y for all n, x = limn x and y = limn y , we have x  y .
Contunuity says that the consumer's preferences cannot exhibit jumps.
(cannot reverse her preference at the limiting points of these sequences).

## How can continuity be stated in terms of upper contour sets and

lower contour sets?

x,
An equivalent way of stating the notion of continuity is to say that for all
the upper contour set {yX : y  x}and the lower contour set {yX : x  y}are
both closed, that is, they include their boundaries.

## Suppose that the rational preference relation on X is continuous.

What can you get?

## Proposition 3.C.1: Then there is a *continuous* utility function u(x) that

represents .
[Not only are rationality and continuity sucient for the existance of a utility
function representation, they guarantee the existance of a continuous utility
function]

## Is the utility function u() that represents a preference relation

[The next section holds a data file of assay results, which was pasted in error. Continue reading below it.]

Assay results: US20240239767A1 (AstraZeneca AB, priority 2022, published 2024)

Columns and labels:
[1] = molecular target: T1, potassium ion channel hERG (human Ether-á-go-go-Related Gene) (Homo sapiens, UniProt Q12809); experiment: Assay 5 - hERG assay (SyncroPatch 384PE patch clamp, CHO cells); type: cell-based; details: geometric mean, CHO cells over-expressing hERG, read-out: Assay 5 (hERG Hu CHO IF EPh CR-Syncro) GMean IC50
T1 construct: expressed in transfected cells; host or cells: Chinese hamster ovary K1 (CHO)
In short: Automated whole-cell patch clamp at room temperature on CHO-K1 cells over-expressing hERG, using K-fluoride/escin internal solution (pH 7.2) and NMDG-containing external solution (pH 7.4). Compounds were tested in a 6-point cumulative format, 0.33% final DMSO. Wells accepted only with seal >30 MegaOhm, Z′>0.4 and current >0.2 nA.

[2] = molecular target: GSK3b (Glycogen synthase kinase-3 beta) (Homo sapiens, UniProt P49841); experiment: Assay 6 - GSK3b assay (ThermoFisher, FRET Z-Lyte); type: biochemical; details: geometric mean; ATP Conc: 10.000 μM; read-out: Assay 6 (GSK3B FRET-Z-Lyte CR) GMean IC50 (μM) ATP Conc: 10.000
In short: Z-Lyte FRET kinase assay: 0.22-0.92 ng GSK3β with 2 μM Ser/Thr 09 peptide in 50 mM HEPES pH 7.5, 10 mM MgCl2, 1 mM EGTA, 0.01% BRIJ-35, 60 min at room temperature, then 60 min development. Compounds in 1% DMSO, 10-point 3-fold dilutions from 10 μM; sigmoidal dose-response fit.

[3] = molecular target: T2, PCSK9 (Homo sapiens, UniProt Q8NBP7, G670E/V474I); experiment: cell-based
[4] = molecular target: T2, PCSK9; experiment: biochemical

unique?

No, any strictly increasing transformation of u(), say v(x) = f (u()), where
f () is a strictly increasing function, also represents .

## No; any strictly increasing but discontinuous transformation of a continuous

utility function also represents .

8
What is another common convenience assumption about utility
functions?
What is an important counter-example?

## For analytical purposes, it is convenient if u() is assumed to be dierentiable.

It is possible, however, for continuous preferences not to be representable by
a dierentiable utility function.
The simplest counter-example is the case of Leontief preferences.
MWG assumes utility functions to be twice continuously dierentiable.